Japan ends badminton drought; India crushes Hong Kong
JAKARTA, Indonesia — There’s no disputing this was a gold medal that ranked up there with a world title.
Japan’s drought-breaking win over China in the women’s team badminton final was among the most-watched medal matches Wednesday at the Asian Games.
Olympic champions Misaki Matsutomo and Ayaka Takahashi sealed the team’s 3-1 win in the best-of-5 series. They won 21-16, 21-11 victory over Huang Dongping and Zheng Yu. Japan hadn’t won the title since 1970, and China had held it for two decades.
“China’s our biggest rival and I am extremely pleased to win this,” Takahashi said “I am privileged to have won both the Uber Cup and the Asian Games, which doesn’t happen very often. It’s definitely a different feeling from winning any individual title in my career.”
Chen Yufei gave China the lead with her 21-15, 21-12 victory second-ranked Akane Yamaguchi, but Japan responded with three straight wins starting with Yuki Fukushima and Sayaka Hirota beating Chen Qingchen and Jia Yifan 21-12, 21-17. Nozomi Okuhara fended off He Bingjiao 21-16, 19-21, 21-15 to make it 2-1.
China had won the event in 10 of the last 11 Asian Games in a streak broken only by South Korea’s gold in 1994.
“Although the Asian Games involves only countries from Asia, in the sport of badminton, the best players in the world are generally from this part of the world,” Chen Yufei said. “And also because this event occurs only once every four years, there is an element of prestige to this — it’s an important tournament.”
Olympic champion Joseph Schooling was the first swimmer from outside China or Japan to a win a gold medal in the Jakarta pool. The 23-year-old Singapore star defended the 100-meter butterfly title in a games record time of 51.04 seconds.
“It’s all about standing up for your country and yourself,” Schooling said. “I had some jitters before, but that’s good, it shows I’m taking nothing for granted. Every gold is special, it has its own story.”
By the end of the fourth night of swimming, the duel in the pool was level with China and Japan having 14 gold medals apiece.
Yasuhiro Koseki broke the Games record to win the men’s 100 breaststroke in 58.86 and complete a double, and Daiya Seto also picked up his second gold when he beat the defending champion and Olympic gold medalist Kosuke Hagino in the 400 individual medley.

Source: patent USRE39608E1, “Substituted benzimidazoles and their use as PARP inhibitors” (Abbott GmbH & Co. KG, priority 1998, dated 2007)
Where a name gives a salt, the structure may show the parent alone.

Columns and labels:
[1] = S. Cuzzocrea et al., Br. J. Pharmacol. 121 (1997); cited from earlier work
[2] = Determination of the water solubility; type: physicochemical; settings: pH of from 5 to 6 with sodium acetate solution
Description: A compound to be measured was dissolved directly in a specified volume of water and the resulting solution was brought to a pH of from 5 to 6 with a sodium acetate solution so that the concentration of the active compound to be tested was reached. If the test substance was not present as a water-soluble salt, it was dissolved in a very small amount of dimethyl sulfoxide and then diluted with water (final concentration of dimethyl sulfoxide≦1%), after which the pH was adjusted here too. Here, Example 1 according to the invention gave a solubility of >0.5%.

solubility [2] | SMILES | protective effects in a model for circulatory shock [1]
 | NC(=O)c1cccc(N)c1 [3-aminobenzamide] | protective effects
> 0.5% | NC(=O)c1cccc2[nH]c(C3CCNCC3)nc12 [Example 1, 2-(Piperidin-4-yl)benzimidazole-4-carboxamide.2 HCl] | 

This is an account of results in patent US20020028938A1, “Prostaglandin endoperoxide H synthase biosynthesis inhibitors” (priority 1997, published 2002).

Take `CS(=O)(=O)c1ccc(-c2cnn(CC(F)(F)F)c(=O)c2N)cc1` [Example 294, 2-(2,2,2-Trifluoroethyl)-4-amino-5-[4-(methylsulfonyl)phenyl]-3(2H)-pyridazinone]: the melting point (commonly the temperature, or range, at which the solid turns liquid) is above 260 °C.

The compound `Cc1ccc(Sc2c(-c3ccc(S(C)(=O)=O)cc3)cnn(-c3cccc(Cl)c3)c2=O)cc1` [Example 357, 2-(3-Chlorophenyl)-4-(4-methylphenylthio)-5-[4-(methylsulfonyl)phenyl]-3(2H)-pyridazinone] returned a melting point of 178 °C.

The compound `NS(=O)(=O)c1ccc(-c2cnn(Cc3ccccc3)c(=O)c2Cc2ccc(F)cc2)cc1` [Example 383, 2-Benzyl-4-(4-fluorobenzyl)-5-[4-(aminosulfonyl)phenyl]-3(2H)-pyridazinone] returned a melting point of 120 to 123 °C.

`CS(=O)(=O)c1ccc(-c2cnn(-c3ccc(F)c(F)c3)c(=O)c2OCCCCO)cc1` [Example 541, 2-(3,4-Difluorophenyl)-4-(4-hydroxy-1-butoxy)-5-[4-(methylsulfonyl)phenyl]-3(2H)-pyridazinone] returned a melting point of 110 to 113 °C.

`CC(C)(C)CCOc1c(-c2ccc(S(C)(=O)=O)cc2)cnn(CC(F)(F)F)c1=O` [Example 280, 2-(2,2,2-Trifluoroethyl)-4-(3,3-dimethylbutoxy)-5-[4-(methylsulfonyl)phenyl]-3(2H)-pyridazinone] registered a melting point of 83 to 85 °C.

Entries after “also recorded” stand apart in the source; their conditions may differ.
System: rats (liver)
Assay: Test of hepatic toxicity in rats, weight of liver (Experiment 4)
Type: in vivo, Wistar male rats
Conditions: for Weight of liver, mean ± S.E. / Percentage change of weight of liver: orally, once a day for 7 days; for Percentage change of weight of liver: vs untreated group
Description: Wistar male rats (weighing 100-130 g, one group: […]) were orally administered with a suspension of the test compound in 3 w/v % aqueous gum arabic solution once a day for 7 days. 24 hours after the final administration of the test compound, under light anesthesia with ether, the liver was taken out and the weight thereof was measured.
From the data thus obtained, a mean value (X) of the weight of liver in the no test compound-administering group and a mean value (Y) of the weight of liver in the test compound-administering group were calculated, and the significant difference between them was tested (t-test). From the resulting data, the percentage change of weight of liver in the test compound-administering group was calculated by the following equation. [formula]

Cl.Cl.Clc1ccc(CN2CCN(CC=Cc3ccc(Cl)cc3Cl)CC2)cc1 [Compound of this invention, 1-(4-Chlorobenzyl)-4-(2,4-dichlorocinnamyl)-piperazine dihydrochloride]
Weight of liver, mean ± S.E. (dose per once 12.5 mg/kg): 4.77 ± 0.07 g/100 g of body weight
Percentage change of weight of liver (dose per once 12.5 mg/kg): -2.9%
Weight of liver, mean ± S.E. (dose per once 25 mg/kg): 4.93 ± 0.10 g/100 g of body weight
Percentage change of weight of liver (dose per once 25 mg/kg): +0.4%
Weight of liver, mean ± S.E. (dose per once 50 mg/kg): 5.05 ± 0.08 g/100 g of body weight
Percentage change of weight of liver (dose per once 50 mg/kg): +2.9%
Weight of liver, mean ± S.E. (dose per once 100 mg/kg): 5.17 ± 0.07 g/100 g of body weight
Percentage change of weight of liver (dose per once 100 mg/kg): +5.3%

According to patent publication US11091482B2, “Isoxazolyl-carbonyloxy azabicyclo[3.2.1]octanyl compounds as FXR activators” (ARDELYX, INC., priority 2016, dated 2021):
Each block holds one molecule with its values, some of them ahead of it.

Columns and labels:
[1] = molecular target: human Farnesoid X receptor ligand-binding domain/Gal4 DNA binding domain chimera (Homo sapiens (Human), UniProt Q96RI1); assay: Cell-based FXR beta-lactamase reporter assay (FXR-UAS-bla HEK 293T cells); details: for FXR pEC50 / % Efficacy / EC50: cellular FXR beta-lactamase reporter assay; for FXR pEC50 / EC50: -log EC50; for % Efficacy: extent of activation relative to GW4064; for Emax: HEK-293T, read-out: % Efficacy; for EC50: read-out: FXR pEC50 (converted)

Japan also won the men’s 4×100-meter freestyle relay ahead of China, which added Sun Yang to its quartet. The silver gave Sun a fifth medal at the games.
Zhang Yuefi won two golds in the women’s 200 butterfly and the 4×100 mixed medley relay.
For India, field hockey took top billing after the men’s national team routed Hong Kong 26-0. It was eight-time Olympic champion India’s biggest winning margin in an international event.
And it followed a 17-0 win for the defending champion over host Indonesia, so there’s plenty to suggest the Olympic spot guaranteed to the tournament winner is a good incentive to win gold in Jakarta.
The margin of victory over Hong Kong topped India’s previous record of 24-1, set against the United States in 1932.
Rupinderpal Singh scored five times and Harmanpreet Singh had four goals as India continued scoring relentlessly right up to the last minute.
In a scenic 104.4-kilometer (65-mile) course through fields and lush countryside, Na Ah-reum of South Korea won the women’s cycling road race in 2 hours, 44 minutes, 47 seconds. Na, the time trial champion four years ago, finished 1:20 ahead of silver medalist Pu Yixian of China.
Among the 31 gold medals Wednesday, Mongolia won the 50-meter rifle 3 positions, and Rahi Jeevan Sarnobat held off Yangpaiboon Naphaswan of Thailand in the 25-meter women’s pistol final to win India’s second shooting title at Palembang.
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